Libellus de morte et vita aeterna, editio postrema. Cui additae sunt imagines mortis, illustratae epigrammatis G. Aemylii.



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Title of first part with large skull device, Part III title with woodcut device, 54 half-page Dance of Death woodcuts in Part II, woodcut initials throughout, Roman, Greek and Hebrew type. 

Two parts in one volume. 8vo (154 x 90mm). [16], 242, [158 (unnumbered)]; [2], 214pp. Contemporary red painted vellum over pasteboard, yapp edges, spine with title in MS at head, green edges, housed in modern slipcase (lacking ties, minor rubbing to colour). 

Wittenberg: M. Welack

The scarce, first illustrated edition of Lutheran theologian, pupil (and houseguest) of Melanchthon, David Chytraeus' (1530-1600) eschatological De morte et vita aeterna, with a striking Dance of Death woodcut series after Hans Holbein, printed in this sole edition. Holbein's original series inspired numerous imitators in subsequent centuries - one estimate suggests up to 100 imitators in the sixteenth century alone - but the series here has not been traced elsewhere and appears to exist solely in the present work. 

In these extraordinary woodcuts, the skeletal Death is depicted visiting all, Popes and peasants, cardinals and nobles, doctors and usurers, soldiers and children, farmers and pedlars; all are equal before him and none escapes him. Just as in Holbein's original cuts, Death here has character; 'he is in turn mocking, aggressive, determined, resigned, and exhibits real human emotion' (Dancing with Death; Glasgow University Gemmell Collection). Intended as a reminder to live a good life - none of these individuals, even the richest, are able to take anything with them when Death approaches - each woodcut illustrates humanist Reformer Georgius Aemelius, Georg Oemler (1517-1569)'s translations into Latin of the French verse epigrams that accompanied Holbein's woodcuts, by Gilles Corrozet.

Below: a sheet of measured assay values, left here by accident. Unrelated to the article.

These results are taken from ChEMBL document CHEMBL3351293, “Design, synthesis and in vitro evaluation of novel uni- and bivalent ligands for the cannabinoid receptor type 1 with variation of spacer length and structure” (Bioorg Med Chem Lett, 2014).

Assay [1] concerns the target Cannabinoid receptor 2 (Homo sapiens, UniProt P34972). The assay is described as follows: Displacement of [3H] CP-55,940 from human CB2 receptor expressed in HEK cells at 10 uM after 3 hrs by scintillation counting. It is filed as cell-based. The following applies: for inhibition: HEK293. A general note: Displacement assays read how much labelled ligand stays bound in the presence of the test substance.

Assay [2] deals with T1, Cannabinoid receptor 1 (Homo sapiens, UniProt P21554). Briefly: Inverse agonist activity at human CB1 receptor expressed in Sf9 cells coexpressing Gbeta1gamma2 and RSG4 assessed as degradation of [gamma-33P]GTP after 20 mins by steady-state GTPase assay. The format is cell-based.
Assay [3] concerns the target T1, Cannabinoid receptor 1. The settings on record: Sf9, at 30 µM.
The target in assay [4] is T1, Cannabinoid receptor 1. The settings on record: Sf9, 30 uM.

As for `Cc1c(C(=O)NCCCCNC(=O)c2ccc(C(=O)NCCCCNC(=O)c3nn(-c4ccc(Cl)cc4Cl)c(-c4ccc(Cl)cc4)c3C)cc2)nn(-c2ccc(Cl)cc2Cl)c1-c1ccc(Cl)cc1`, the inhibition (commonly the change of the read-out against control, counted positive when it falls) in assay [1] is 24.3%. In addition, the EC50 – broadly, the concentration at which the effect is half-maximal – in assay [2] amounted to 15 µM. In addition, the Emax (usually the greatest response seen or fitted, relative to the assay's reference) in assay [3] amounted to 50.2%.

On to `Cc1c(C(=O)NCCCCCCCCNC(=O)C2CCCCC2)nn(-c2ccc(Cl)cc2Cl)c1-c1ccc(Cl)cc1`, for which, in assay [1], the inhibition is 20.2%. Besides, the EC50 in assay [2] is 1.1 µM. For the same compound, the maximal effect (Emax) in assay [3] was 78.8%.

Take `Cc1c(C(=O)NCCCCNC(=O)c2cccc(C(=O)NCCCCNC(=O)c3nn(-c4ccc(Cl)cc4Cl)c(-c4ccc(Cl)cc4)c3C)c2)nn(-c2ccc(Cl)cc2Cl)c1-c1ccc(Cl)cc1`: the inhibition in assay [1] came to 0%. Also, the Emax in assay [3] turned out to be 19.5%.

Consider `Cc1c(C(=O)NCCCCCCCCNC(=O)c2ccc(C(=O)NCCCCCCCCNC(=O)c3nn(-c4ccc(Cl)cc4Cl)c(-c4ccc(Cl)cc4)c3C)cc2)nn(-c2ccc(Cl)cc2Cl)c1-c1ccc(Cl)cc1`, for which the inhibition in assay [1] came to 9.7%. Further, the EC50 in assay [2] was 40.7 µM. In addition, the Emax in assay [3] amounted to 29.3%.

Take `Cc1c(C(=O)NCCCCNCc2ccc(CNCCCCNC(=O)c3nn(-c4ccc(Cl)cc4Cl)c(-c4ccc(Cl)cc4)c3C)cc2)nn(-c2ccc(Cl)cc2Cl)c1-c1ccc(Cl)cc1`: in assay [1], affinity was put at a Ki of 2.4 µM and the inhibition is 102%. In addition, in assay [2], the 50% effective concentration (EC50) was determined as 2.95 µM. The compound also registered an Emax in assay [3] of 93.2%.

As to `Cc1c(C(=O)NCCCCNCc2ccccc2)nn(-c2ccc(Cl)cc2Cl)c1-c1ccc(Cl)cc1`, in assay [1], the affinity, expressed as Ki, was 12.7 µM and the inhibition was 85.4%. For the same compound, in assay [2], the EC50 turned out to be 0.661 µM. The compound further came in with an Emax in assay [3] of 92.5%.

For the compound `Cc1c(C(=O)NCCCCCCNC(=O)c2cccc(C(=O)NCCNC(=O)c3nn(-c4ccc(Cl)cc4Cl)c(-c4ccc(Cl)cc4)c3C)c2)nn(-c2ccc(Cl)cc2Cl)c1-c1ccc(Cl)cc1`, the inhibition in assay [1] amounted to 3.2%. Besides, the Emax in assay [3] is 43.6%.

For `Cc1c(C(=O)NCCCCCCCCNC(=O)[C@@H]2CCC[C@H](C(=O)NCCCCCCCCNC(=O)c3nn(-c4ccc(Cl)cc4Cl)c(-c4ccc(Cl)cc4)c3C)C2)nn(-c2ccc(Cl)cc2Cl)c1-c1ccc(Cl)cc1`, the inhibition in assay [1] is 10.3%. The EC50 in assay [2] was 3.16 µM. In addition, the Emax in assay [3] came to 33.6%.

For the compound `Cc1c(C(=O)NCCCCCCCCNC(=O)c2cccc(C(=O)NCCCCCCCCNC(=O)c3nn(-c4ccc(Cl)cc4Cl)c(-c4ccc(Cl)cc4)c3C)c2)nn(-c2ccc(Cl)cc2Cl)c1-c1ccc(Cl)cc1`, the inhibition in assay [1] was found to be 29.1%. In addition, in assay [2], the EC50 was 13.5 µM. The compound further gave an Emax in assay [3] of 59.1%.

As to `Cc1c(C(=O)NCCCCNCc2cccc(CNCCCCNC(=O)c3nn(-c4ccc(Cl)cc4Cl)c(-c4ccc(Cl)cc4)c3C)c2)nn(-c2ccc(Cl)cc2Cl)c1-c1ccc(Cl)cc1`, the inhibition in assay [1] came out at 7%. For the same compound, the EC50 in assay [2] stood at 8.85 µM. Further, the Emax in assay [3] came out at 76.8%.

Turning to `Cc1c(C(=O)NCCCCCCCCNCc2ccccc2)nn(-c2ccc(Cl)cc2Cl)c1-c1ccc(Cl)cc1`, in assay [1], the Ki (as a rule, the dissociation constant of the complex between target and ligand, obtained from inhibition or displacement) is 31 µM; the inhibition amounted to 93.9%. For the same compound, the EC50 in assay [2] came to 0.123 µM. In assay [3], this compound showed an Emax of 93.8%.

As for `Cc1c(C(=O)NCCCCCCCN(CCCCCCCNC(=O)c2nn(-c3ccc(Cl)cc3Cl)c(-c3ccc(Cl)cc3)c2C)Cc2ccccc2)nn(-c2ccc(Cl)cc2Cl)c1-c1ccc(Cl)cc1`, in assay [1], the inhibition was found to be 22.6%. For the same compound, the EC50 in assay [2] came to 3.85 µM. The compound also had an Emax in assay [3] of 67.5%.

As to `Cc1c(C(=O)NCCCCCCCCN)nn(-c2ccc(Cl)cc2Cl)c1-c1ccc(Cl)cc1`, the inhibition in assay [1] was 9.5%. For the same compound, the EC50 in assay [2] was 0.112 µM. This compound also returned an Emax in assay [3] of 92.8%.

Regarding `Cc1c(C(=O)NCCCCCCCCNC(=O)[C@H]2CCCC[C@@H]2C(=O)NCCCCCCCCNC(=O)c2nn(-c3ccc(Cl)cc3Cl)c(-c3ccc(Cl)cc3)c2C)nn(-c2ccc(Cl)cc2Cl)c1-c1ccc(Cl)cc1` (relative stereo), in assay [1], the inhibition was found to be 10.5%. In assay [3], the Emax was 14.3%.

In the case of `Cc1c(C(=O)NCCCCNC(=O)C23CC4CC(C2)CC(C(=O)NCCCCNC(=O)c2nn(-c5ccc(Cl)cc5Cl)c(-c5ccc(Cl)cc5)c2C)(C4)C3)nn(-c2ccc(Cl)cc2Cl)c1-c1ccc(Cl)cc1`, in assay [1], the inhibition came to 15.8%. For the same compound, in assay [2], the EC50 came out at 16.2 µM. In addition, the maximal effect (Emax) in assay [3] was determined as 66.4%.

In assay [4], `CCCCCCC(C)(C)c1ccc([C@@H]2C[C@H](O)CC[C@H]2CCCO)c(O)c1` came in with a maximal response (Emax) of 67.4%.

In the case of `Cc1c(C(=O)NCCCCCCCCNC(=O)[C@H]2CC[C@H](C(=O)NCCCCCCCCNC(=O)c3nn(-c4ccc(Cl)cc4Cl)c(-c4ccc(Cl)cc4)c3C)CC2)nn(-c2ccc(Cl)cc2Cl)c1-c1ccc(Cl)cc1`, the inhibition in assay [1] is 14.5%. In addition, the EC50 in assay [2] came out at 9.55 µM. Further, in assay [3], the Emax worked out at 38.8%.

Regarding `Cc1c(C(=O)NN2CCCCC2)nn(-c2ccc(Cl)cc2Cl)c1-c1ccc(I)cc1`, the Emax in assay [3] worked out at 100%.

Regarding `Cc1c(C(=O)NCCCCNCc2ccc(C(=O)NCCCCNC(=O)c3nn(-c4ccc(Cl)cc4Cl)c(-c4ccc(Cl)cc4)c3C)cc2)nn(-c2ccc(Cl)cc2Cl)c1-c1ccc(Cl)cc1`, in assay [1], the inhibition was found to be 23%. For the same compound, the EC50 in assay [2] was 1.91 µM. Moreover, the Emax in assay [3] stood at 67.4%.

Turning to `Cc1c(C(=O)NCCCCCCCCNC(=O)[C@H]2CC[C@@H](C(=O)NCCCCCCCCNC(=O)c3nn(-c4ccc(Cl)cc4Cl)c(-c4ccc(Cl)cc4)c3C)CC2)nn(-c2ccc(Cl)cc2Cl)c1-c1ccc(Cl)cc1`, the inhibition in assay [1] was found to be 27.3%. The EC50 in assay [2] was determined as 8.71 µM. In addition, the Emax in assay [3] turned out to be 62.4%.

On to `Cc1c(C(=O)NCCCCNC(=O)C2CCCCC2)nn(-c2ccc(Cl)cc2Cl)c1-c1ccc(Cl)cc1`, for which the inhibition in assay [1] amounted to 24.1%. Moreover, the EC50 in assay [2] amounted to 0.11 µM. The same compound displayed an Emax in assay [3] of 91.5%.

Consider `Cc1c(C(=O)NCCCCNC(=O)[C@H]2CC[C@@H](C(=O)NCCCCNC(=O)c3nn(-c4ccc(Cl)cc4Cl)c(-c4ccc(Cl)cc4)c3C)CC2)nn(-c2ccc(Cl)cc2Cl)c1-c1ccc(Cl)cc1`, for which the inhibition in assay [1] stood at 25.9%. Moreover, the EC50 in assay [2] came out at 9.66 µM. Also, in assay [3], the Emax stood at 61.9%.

David Chytraeus (1531-1600), or Kochhafe, was professor at Rostock and spent considerable time travelling around Germany, stabilising the union and harmony of the emerging Lutheran Church. He was one of the six theologians engaged on the Form of Concord (1576) and had completely rewritten two articles of the Swabian Concord on Free Will and the Lord's Supper. In his youth he was a favourite of his master Melanchthon and lived in his house; in later life, however, he came to oppose some of Melanchthon's views. Of the three developing Lutheran parties Chytraeus was a member of the centrists, along with such theologians as Martin Chemnitz and Jakob Andreae.

Browning to leaves, Krippendorf's armorial exlibris removed from verso of title page (to pastedown?), overall a good copy in good condition. 

Provenance: 1. Contemporary ownership inscription of Magister Melchior in Arena (c.1594-1641) präzeptor at Göppingen at the time of inscribing, on title page: 'Sum M. Melch. in arena praeceptoris Göppingensis'. 2. Armorial exlibris of Heinrich August Krippendorf (1683-1743), dated 1726, his ownership inscription on title page. 3. ?Eighteenth-century inscription on title page. 4. William Wheeler Smith (1838-1908), New York architect and collector of early printed books, in particular the Dance of Death. This volume in the sale of his collection at Sotheby, Wilkinson & Hodge, 13-16 December, 1909. 

Not in Adams. BMSTC German, 205. VD16 C 2654. 

OCLC: Iowa, Harvard (2 copies, Houghton & Divinity School), Michigan, Yale. UK: British Library. 

Stock Code: 249864

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